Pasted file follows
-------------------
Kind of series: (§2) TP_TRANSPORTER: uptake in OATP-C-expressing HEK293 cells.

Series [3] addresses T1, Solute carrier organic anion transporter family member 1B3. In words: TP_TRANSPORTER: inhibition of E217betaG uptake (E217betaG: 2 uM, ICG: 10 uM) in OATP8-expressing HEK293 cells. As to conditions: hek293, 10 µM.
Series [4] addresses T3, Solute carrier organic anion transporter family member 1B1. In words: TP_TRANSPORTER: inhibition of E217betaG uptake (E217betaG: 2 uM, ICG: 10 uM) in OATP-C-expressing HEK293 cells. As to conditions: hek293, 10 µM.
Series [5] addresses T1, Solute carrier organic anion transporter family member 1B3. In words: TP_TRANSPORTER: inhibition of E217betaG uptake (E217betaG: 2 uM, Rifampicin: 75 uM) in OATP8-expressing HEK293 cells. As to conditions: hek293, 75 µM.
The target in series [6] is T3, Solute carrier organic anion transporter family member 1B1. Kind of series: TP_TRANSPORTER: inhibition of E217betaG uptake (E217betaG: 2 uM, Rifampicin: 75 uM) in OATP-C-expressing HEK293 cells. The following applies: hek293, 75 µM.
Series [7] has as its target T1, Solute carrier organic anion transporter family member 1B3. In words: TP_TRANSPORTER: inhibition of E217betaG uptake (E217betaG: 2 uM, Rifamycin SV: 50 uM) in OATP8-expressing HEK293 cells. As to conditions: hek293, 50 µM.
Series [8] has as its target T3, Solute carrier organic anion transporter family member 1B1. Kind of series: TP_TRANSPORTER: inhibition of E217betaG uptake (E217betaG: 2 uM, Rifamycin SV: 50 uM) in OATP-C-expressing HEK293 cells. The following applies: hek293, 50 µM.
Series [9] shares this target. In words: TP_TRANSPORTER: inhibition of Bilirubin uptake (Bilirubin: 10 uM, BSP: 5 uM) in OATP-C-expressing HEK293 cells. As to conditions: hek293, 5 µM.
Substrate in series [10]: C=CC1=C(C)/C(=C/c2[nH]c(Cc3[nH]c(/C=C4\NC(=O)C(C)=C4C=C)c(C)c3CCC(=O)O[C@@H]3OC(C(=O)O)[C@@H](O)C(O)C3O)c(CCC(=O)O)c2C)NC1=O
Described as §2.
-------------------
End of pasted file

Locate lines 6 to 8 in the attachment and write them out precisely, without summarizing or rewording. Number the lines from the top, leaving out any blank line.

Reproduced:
Series [7] has as its target T1, Solute carrier organic anion transporter family member 1B3. In words: TP_TRANSPORTER: inhibition of E217betaG uptake (E217betaG: 2 uM, Rifamycin SV: 50 uM) in OATP8-expressing HEK293 cells. As to conditions: hek293, 50 µM.
Series [8] has as its target T3, Solute carrier organic anion transporter family member 1B1. Kind of series: TP_TRANSPORTER: inhibition of E217betaG uptake (E217betaG: 2 uM, Rifamycin SV: 50 uM) in OATP-C-expressing HEK293 cells. The following applies: hek293, 50 µM.
Series [9] shares this target. In words: TP_TRANSPORTER: inhibition of Bilirubin uptake (Bilirubin: 10 uM, BSP: 5 uM) in OATP-C-expressing HEK293 cells. As to conditions: hek293, 5 µM.